* Decision on IPO taken under pressure from regulator
* Market sources are sceptical IPO can be a success
* Book-building starts Thursday, pricing due July 6 (Adds share price range)
By Agnieszka Barteczko and Pawel Sobczak
WARSAW, June 29 (Reuters) - Austria’s Raiffeisen Bank International (RBI) faces a struggle to sell a 15 percent stake in its Polish business in an initial public offering (IPO) due to pressure on profitability at the lender, investors and banking sources said.
RBI set out plans on Thursday to sell the stake to meet a deadline set by Poland’s financial market regulator, which wants to increase transparency and local ownership of banks.
But the IPO comes at a difficult time for Raiffeisen Bank Polska, also known as Raiffeisen Polbank, as the lender has a portfolio of troublesome Swiss franc mortgages and its net loss rose more than sevenfold in the first quarter.
Two fund managers said that Raiffeisen Polbank’s IPO price range has been set at 25.5-28 zlotys per share, both adding that investors will find it too high.
Several fund managers and investment bankers contacted by Reuters earlier on Thursday said they were sceptical about the IPO’s success, with some expressing doubts it could be completed at all.
“Raiffeisen does not want to sell the stake at a price lower than book value, while investors are unwilling to pay that much,” said a Warsaw-based fund manager.
Another source said investors were unlikely to buy Raiffeisen Polbank’s shares if they were priced at more than 0.4 times book value.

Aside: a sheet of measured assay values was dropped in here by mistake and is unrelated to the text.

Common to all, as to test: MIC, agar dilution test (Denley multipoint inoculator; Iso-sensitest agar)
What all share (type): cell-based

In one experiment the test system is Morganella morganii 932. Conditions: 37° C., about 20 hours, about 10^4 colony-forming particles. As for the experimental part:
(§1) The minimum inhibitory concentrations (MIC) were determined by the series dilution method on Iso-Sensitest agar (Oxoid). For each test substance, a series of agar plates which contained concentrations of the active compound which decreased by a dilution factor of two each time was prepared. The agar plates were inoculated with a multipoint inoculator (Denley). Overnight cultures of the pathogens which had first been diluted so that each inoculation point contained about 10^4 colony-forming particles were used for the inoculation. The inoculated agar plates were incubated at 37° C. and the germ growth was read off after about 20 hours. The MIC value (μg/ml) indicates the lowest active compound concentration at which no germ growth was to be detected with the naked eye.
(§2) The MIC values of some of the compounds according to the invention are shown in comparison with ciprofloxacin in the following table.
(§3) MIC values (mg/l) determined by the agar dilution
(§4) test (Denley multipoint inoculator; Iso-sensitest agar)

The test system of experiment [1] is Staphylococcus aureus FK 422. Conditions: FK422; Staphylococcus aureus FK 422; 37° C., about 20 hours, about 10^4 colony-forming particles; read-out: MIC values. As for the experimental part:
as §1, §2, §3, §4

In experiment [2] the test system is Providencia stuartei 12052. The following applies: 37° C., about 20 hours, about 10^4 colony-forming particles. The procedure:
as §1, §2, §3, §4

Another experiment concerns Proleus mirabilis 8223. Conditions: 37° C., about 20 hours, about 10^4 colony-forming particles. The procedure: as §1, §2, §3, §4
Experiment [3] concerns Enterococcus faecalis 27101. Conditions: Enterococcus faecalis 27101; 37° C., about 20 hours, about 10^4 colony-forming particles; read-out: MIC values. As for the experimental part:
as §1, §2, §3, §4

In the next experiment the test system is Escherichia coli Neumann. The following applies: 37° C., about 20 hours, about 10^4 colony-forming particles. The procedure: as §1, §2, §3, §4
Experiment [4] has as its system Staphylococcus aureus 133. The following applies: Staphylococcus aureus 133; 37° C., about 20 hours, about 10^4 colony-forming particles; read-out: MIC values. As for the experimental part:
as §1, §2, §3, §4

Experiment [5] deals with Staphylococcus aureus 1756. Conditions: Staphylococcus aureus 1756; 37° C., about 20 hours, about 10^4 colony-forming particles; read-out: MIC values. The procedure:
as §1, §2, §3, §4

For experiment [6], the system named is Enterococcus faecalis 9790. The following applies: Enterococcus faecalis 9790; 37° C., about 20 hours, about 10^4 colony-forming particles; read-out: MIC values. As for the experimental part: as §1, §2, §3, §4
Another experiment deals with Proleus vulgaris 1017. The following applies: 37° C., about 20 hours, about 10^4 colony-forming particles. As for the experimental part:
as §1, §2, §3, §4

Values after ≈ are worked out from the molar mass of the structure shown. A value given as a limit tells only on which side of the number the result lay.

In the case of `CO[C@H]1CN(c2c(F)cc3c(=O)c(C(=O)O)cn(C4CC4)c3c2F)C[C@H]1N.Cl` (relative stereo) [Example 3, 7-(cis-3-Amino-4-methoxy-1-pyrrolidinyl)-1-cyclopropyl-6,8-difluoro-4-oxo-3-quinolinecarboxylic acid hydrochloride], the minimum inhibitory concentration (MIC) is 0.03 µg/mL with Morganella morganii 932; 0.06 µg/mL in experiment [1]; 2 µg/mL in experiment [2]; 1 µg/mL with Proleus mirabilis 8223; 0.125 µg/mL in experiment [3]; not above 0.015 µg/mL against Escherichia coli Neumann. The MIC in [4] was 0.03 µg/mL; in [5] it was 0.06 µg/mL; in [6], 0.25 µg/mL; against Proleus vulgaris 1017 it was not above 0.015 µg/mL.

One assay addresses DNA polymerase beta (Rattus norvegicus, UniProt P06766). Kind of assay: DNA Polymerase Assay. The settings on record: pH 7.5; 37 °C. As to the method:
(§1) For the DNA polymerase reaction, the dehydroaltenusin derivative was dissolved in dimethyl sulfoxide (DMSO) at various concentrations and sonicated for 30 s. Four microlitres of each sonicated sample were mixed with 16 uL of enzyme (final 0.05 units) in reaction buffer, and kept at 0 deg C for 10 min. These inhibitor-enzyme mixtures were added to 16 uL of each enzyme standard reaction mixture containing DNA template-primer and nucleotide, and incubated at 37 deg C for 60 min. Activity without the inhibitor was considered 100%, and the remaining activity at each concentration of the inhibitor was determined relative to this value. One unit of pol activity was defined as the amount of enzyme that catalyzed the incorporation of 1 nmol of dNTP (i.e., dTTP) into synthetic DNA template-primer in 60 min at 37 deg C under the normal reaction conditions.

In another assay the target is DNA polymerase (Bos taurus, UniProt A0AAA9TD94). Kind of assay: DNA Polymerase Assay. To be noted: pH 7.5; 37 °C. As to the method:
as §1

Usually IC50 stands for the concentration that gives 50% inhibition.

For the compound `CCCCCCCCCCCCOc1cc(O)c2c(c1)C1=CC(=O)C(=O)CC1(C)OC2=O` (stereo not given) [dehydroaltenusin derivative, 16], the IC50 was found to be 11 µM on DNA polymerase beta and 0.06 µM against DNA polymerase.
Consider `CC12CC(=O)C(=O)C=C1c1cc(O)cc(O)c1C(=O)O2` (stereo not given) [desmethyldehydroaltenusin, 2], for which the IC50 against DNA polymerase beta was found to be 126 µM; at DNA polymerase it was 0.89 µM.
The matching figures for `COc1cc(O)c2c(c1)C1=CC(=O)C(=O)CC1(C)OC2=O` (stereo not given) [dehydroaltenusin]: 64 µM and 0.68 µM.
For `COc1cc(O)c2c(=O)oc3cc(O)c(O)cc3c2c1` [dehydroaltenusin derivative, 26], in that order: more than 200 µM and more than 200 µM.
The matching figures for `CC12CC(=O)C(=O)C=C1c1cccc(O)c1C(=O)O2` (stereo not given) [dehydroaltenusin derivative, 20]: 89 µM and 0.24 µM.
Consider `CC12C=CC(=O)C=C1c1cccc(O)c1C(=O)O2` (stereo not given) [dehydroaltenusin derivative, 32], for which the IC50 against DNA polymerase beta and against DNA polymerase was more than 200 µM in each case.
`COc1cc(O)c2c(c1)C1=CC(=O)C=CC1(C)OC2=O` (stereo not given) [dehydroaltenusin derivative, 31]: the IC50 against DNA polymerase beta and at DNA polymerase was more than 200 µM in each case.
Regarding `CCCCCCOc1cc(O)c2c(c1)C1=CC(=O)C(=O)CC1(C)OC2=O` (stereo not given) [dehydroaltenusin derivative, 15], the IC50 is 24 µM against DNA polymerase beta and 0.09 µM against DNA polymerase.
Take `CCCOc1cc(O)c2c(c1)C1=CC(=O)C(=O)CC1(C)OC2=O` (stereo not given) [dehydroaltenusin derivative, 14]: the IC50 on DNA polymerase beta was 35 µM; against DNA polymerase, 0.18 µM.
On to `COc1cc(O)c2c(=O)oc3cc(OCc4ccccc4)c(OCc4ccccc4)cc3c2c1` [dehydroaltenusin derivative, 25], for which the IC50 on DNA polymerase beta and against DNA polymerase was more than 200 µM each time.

Earlier this year, RBI put the book value of its Polish business at about 1.4 billion euros ($1.6 billion), equivalent to 6.2 euros or about 26 zlotys per share.
The shares will be offered only to institutional investors. Book building will start on Thursday and last until July 6, when the share price is due to be published, according to the prospectus for the IPO. Trading on the Warsaw bourse is planned to start on about July 19.
The prospectus lists a number of reasons why the IPO could be scrapped, including insufficient demand for the shares or an unsatisfactory price.
It is not clear how Polish financial regulator KNF would respond to any cancellation of the IPO. The KNF was not immediately available to comment, while RBI and Raiffeisen Polbank both declined to comment on prospects for the IPO.
“If the IPO fails, I’d expect a kind of compromise between RBI and the regulator,” said one Poland-based analyst.
RBI previously convinced KNF to allow the IPO to be postponed by a year until June 30, 2017. Earlier this year, RBI sought a further delay, but the KNF refused.
Since buying Polbank and merging it with its local operations, the profitability of Raiffeisen’s Polish banking unit, now Poland’s 10th lender by assets, has worsened, partly due to a bank asset tax introduced last year, analysts said.
A portfolio of Swiss franc denominated loans has also hurt the lender’s profitability and is forcing it to put aside more capital as required by new regulations.
Seeking to make the IPO more attractive, Raiffeisen Polbank began a cost-cutting plan this year, including layoffs and branch closures.
The prospectus showed RBI plans to sign a deal with Citigroup Global Markets Limited that will oblige the latter under certain conditions to buy Raiffeisen Polbank shares that are not purchased by institutional investors.
($1 = 0.8760 euros)
1 Polish zloty = 0.2355 euros Additional reporting and writing by Marcin Goettig in WARSAW, and Francois Murphy and Alexandra Schwarz-Goerlich in VIENNA; Editing by Mark Potter and Adrian Croft